awed piazzas and balconies, intrusive and alien.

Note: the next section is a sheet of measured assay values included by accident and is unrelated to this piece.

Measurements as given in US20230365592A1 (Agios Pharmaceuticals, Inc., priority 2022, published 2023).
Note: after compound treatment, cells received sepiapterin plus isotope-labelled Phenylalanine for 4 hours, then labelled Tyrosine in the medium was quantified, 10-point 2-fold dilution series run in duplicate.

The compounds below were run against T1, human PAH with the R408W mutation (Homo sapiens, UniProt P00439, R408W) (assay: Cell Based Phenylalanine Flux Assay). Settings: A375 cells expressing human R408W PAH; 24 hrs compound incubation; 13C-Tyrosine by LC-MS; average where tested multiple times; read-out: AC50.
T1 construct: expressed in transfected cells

At one end of the street stood the Academy, with its classic façade and its belfry; midway was the hotel, with the stores, the printing-office, and the churches; and at the other extreme, one of the square white mansions stood advanced from the rank of the rest, at the top of a deep-plunging valley, defining itself against the mountain beyond so sharply that it seemed as if cut out of its dark, wooded side. It was from the gate before this house, distinct in the pink light which the sunset had left, that, on a Saturday evening in February, a cutter, gay with red-lined robes, dashed away, and came musically clashing down the street under the naked elms. For the women who sat with their work at the windows on either side of the way, hesitating whether to light their lamps, and drawing nearer and nearer to the dead-line of the outer cold for the latest glimmer of the day, the passage of this ill-timed vehicle was a vexation little short of grievous. Every movem